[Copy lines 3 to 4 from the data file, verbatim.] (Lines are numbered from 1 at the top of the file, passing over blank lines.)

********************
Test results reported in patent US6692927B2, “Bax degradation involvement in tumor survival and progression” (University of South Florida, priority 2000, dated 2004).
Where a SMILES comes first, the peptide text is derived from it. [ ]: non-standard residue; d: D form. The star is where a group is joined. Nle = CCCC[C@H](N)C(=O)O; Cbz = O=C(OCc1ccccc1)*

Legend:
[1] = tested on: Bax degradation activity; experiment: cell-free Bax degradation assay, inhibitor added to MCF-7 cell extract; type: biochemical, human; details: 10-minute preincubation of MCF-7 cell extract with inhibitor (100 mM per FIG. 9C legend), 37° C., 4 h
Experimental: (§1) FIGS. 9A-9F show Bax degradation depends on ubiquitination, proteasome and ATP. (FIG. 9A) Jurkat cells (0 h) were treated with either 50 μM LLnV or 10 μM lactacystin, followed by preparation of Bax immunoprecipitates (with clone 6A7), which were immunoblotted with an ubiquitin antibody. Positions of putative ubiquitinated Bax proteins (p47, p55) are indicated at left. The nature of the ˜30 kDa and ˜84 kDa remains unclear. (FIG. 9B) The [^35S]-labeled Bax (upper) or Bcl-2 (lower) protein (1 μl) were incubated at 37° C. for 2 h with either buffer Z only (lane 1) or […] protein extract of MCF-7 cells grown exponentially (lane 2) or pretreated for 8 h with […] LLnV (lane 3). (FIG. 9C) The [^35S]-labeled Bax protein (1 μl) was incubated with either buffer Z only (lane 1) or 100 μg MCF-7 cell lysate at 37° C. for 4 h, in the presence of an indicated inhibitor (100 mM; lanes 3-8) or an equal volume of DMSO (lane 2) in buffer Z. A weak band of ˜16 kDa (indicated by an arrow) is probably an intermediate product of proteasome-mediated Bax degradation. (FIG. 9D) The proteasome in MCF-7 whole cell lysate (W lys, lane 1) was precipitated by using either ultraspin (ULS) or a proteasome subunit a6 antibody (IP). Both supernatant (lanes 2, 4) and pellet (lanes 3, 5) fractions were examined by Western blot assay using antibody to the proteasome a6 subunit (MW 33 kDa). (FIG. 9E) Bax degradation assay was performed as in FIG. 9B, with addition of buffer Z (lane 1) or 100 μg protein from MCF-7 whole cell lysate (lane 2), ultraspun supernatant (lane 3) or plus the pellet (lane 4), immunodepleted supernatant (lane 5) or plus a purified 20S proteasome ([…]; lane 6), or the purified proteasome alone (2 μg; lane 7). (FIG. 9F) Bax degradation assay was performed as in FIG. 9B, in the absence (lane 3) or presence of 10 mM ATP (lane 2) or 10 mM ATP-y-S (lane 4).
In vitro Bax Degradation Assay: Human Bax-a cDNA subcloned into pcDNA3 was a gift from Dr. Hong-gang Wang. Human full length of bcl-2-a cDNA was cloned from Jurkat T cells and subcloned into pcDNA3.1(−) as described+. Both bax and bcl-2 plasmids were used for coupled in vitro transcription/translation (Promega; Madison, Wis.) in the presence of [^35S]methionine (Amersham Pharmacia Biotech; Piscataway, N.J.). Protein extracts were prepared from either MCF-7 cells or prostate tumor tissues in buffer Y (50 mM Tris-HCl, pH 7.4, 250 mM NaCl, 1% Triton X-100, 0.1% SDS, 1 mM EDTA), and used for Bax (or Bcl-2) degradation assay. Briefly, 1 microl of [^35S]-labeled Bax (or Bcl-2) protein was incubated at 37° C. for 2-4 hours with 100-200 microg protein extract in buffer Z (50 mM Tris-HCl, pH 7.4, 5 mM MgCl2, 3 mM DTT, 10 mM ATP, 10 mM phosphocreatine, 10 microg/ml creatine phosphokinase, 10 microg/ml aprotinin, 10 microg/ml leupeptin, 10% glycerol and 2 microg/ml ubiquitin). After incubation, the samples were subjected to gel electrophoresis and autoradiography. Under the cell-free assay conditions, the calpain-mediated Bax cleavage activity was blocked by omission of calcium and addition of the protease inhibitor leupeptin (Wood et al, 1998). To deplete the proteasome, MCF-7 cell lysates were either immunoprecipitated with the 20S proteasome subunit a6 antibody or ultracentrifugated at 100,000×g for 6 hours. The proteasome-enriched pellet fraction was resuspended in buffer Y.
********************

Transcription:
Legend:
[1] = tested on: Bax degradation activity; experiment: cell-free Bax degradation assay, inhibitor added to MCF-7 cell extract; type: biochemical, human; details: 10-minute preincubation of MCF-7 cell extract with inhibitor (100 mM per FIG. 9C legend), 37° C., 4 h